The solution proposed by Serbia's leaders however was the restoration of a strong central government in Belgrade such that the motor of accumulation, the M.D.R.s, could be harnessed to the rest of the country, and the L.D.R.s developed more efficiently. And in this they enjoyed the support of the leaders of Macedonia and Montenegro who were grateful for Serbia's anti-Albanian campaign for allowing them to discriminate against their own Albanian populations.
The first hurdle, however, remained the Party leaders of Vojvodina and Kosovo. In the autumn of 1988 numerous nationalist rallies were organised. Throughout Serbia, and especially in Belgrade, huge rallies called for Serb unity, i.e. the unification of 'Greater Serbia', and solidarity with the armed Serbian vigilantes operating in Kosovo. Serbian nationalist rallies also took place in Vojvidina, Montenegro and Kosovo, leading to the replacement of Vojvodina's leaders with Milosevic-supporters in October, and those of Montenegro the following January. With big Serbian nationalist rallies planned to take place in Bosnia, Croatia, and Slovenia the Federal Party decided that it would have to appease Milosevic and agreed to allow for Vojvodina and Kosovo to be put under Serbian control.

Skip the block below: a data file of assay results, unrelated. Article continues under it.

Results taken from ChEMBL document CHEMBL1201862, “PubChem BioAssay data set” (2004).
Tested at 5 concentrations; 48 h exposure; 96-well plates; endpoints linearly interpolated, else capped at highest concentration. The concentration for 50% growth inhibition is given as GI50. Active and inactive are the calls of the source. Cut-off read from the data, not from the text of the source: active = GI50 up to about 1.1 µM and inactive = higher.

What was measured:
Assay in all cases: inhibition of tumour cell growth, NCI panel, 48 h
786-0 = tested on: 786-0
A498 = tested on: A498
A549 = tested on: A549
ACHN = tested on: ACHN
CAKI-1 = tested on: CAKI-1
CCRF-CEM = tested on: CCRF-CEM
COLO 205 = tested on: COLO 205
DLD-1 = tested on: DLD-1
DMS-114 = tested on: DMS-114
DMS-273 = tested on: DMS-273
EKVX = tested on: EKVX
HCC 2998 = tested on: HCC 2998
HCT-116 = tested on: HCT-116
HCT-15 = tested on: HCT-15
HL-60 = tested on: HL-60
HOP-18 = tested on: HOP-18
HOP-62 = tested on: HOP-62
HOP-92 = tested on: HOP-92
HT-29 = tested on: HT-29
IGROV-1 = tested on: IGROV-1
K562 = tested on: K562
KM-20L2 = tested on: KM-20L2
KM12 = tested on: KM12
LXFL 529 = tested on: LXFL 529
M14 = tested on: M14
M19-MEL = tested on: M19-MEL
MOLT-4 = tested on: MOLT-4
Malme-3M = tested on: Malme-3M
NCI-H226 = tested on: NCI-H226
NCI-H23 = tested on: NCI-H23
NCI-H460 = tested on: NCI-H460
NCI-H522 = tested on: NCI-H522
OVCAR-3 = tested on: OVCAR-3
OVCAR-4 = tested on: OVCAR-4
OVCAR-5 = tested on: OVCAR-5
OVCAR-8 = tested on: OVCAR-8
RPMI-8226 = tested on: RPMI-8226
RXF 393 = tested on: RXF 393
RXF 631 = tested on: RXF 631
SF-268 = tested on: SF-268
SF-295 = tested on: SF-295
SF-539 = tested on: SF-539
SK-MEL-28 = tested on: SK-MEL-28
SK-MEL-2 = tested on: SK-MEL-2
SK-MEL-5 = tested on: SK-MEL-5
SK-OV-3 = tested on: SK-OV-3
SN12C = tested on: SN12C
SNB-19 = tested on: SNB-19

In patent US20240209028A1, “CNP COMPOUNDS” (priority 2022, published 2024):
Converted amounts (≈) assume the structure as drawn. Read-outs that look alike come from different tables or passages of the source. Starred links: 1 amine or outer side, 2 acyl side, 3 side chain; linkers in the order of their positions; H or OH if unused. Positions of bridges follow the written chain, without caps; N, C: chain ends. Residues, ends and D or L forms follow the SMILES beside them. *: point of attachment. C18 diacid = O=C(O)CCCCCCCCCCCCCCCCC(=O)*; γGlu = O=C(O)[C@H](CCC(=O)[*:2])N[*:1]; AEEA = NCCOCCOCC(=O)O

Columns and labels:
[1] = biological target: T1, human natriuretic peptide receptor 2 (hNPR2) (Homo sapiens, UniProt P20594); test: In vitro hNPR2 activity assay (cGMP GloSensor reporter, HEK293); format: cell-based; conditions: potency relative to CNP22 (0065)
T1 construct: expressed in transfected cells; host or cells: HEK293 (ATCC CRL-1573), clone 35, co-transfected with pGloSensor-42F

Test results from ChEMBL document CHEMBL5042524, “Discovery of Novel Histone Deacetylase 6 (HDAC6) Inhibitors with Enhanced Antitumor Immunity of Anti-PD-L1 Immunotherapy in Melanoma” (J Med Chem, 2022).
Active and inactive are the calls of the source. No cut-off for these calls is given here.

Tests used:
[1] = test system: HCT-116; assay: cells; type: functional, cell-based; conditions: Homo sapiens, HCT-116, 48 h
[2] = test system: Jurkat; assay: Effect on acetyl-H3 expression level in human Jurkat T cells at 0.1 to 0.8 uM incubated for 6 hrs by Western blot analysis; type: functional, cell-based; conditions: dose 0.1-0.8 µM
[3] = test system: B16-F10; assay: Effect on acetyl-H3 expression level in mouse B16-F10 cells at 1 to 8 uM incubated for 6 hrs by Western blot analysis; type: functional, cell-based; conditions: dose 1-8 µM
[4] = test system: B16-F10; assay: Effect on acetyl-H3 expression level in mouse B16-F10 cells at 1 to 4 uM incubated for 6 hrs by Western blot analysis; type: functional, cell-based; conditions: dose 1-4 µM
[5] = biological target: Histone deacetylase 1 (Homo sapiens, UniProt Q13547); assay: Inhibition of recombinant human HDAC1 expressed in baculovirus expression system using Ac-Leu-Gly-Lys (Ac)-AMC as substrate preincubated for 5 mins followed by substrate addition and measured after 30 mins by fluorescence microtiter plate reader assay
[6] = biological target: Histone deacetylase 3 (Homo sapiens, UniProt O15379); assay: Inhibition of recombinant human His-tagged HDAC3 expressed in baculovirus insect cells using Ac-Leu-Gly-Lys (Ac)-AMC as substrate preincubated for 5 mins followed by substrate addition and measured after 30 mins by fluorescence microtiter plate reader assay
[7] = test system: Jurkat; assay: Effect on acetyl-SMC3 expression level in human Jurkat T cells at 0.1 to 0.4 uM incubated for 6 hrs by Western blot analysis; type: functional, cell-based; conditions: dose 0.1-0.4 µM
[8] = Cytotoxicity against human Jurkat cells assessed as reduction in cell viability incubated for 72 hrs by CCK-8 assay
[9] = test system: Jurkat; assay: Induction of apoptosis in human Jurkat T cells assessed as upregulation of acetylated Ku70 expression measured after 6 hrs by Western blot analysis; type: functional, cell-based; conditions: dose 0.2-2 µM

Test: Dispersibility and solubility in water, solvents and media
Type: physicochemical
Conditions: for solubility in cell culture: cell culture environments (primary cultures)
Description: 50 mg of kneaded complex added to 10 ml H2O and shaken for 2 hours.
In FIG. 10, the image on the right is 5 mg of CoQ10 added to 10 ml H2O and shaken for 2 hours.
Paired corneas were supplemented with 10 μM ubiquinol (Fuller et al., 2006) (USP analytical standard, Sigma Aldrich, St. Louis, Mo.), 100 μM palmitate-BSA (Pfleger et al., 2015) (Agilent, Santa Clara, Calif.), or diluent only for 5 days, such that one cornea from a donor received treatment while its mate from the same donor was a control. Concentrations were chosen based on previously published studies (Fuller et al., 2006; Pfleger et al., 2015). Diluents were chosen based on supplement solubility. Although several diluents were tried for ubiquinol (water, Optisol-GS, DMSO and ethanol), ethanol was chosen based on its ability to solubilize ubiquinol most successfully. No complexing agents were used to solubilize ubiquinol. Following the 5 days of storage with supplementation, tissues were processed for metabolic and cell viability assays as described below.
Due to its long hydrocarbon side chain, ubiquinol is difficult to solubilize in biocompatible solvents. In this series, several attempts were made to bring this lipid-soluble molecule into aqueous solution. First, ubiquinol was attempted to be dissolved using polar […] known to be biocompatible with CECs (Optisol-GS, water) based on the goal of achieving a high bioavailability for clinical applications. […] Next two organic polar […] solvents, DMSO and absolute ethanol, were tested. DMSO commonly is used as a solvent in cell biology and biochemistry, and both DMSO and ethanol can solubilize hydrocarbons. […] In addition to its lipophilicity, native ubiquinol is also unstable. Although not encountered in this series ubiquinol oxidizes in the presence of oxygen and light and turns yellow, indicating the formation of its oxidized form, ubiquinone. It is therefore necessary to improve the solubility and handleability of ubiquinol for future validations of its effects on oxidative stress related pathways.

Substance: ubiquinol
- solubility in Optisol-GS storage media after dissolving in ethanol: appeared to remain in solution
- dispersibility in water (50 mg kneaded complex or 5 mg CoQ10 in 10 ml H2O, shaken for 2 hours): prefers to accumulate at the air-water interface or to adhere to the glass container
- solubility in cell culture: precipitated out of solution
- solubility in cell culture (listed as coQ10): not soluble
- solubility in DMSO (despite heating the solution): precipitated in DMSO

Amidst much speculation of a break in the Federation, October 1988 saw the introduction of a number of Constitutional changes. As a concession to the leaders of the M.D.R.s there were a number of moves in the direction of freeing competition, scrapping the system of B.O.A.L.s and Compacts. And to appease the Serbian leadership the resignation of the Kosovo Party leaders was secured. This provoked massive demonstrations in Kosovo, and in February the following year, when the Serbian Party imposed their own officials on Kosovo's assembly in an attempt to speed up ratification of the Constitutional changes, Albanian workers responded with a general strike. Their demands for the retention of regional autonomy were rejected by the Federal leadership following big counter-demonstrations in Belgrade, and in March 1989 the Kosovo assembly finally agreed to accept direct rule from Belgrade. The news was greeted with celebrations by nationalists in Belgrade, but Albanian workers in Kosovo rioted until they were violently suppressed by the Federal Army. Since then tension has been high in Kosovo.